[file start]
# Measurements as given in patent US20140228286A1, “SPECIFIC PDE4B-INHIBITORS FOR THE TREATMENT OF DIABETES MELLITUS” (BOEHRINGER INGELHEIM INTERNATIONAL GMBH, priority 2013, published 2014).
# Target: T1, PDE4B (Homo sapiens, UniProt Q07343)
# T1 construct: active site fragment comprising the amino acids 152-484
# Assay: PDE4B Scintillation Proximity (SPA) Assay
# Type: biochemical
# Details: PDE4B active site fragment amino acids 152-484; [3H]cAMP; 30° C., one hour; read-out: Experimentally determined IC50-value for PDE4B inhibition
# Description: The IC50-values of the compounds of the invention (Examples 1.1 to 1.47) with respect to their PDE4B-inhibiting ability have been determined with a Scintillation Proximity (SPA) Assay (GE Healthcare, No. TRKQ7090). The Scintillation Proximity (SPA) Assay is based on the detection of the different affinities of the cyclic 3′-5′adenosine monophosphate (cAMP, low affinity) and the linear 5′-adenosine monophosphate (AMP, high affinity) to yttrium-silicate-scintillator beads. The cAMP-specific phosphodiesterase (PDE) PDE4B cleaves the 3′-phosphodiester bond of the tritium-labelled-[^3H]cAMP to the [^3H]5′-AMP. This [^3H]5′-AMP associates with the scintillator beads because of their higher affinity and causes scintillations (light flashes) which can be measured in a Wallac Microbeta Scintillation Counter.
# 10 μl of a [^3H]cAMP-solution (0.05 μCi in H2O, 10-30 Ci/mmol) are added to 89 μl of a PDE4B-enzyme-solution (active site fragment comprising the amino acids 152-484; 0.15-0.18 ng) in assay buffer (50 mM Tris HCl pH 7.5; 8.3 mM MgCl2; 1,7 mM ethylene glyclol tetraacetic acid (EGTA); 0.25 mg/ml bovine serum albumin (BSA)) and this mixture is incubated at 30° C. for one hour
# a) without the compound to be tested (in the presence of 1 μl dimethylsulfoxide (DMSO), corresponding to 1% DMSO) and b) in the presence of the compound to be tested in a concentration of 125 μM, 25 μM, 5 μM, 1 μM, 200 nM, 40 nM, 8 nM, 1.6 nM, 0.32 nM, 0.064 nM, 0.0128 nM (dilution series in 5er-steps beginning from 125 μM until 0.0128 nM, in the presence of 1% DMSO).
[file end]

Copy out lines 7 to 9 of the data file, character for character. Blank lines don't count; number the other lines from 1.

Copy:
# Description: The IC50-values of the compounds of the invention (Examples 1.1 to 1.47) with respect to their PDE4B-inhibiting ability have been determined with a Scintillation Proximity (SPA) Assay (GE Healthcare, No. TRKQ7090). The Scintillation Proximity (SPA) Assay is based on the detection of the different affinities of the cyclic 3′-5′adenosine monophosphate (cAMP, low affinity) and the linear 5′-adenosine monophosphate (AMP, high affinity) to yttrium-silicate-scintillator beads. The cAMP-specific phosphodiesterase (PDE) PDE4B cleaves the 3′-phosphodiester bond of the tritium-labelled-[^3H]cAMP to the [^3H]5′-AMP. This [^3H]5′-AMP associates with the scintillator beads because of their higher affinity and causes scintillations (light flashes) which can be measured in a Wallac Microbeta Scintillation Counter.
# 10 μl of a [^3H]cAMP-solution (0.05 μCi in H2O, 10-30 Ci/mmol) are added to 89 μl of a PDE4B-enzyme-solution (active site fragment comprising the amino acids 152-484; 0.15-0.18 ng) in assay buffer (50 mM Tris HCl pH 7.5; 8.3 mM MgCl2; 1,7 mM ethylene glyclol tetraacetic acid (EGTA); 0.25 mg/ml bovine serum albumin (BSA)) and this mixture is incubated at 30° C. for one hour
# a) without the compound to be tested (in the presence of 1 μl dimethylsulfoxide (DMSO), corresponding to 1% DMSO) and b) in the presence of the compound to be tested in a concentration of 125 μM, 25 μM, 5 μM, 1 μM, 200 nM, 40 nM, 8 nM, 1.6 nM, 0.32 nM, 0.064 nM, 0.0128 nM (dilution series in 5er-steps beginning from 125 μM until 0.0128 nM, in the presence of 1% DMSO).